Two of the largest, international oil companies announced major changes this week, and OPEC+ tells the President of United States of America thanks, but no thanks, for his suggestion to increase oil production.
ExxonMobil said it will sell all of its petroleum production in the Barnett Shale in North Texas, and Royal Dutch Shell announced it will change its name (dropping Royal Dutch) to just Shell.
The shale revolution began in the geological formation called the Barnett Shale in the 1990s, which includes about 20 counties surrounding Fort Worth. ExxonMobil got a late start, but became a big player when it acquired independent XTO.
ExxonMobil has 2,700 wells across some 182,000 acres, and the properties are valued around $400 million. The company also is selling assets in Europe, Africa and Asia. It lost $22.4 billion in 2020.
Exxon has been the target of radical environmental groups as they have filed numerous lawsuits alleging it is responsible for global warming. Two enviromentalists won seats on Exxon’s Board of Directors recently.
Shell also has been targeted by extremists losing a court case in May, which it is appealing, regarding emissions, and battling an activist investor who wants to split Shell into two companies because of environmental concerns.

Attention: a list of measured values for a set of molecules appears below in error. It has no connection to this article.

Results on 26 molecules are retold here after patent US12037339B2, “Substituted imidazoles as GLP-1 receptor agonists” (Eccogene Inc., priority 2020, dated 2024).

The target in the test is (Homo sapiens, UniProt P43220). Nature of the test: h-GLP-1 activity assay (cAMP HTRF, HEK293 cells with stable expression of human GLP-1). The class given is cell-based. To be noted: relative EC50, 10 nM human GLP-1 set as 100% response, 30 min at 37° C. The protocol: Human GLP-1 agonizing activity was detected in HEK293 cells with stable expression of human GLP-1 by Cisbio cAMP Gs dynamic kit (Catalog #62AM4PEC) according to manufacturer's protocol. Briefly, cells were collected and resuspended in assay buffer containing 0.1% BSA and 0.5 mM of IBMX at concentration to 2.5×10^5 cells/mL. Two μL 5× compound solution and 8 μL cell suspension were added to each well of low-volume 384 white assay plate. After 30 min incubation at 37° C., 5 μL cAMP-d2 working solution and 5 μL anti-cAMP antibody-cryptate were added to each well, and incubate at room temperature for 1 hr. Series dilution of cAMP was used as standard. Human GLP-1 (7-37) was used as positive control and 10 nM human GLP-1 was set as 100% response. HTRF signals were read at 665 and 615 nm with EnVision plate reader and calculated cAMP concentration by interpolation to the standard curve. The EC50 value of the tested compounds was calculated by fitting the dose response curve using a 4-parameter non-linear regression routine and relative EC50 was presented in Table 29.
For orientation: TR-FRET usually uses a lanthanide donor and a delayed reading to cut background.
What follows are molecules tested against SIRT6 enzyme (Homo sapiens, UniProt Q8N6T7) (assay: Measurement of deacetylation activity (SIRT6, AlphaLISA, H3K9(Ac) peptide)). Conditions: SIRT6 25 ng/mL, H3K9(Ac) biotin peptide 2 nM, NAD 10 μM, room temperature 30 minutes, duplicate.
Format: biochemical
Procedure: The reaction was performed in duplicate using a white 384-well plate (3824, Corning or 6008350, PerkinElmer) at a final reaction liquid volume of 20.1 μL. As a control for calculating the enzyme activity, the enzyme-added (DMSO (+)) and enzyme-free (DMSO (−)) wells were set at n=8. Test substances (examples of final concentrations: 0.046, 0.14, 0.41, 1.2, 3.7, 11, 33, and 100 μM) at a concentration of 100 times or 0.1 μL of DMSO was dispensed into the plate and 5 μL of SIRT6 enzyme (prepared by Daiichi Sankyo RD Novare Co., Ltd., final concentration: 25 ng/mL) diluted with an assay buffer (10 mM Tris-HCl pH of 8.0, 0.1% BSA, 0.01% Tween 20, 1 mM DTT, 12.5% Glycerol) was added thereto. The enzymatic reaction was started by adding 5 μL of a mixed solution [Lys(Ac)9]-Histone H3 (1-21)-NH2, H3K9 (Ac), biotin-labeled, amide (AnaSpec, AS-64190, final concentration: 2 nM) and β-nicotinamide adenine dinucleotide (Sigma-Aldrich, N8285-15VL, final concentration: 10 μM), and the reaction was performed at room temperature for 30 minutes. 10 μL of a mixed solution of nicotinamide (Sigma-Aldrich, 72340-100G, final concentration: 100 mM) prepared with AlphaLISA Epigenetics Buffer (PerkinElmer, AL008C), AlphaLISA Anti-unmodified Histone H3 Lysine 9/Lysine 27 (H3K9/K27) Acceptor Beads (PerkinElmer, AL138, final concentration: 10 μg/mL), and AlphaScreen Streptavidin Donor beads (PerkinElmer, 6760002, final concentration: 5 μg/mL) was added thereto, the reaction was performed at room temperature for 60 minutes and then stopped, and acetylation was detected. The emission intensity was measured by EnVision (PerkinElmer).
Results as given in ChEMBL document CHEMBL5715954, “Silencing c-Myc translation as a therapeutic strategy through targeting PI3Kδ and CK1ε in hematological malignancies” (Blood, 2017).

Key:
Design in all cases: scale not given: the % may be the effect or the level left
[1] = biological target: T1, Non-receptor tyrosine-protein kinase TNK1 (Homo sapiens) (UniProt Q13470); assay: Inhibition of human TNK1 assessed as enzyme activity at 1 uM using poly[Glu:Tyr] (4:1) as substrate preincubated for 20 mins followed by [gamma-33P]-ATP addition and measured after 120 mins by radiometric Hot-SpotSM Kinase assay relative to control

In addition to changing its name, Shell decided it is time to leave the Netherlands and move its headquarters to London. The Dutch Minister for Economic Affairs and Climate Policy said, “We are unpleasantly surprised by this news. The government deeply regrets that Shell wants to move its head office to the United Kingdom.”
Meanwhile, President Joe Biden and his administration pleaded with the members of OPEC+ to increase oil production over current levels in an effort to bring down oil prices and eventually gasoline prices.
Officials from Saudi Arabia and United Arab Emirates indicated this week they will support keeping the previously scheduled increase to 400,000 barrels per day in place when they meet on Dec. 2.
“That should be enough,” UAE Energy Minister Suhail Al Mazrouei told Bloomberg. “All what we know and what all the experts in the world are saying is that we will have a surplus (in 2022). So we need not panic. We need to be calm.”
However, as gasoline prices rise in the U.S., the Biden administration becomes very nervous about the impact rising energy prices will have on the economy, inflation and opinions of voters.
Biden’s request is a big change from the previous administration, which encouraged U.S. production of petroleum to replace foreign oil imports.
For ExxonMobil and Shell, changes became critical as time marched on.
Alex Mills is the former President of the Texas Alliance of Energy Producers.
This article originally appeared on Wichita Falls Times Record News: Petroleum industry evolves amid changing times Alex mills column
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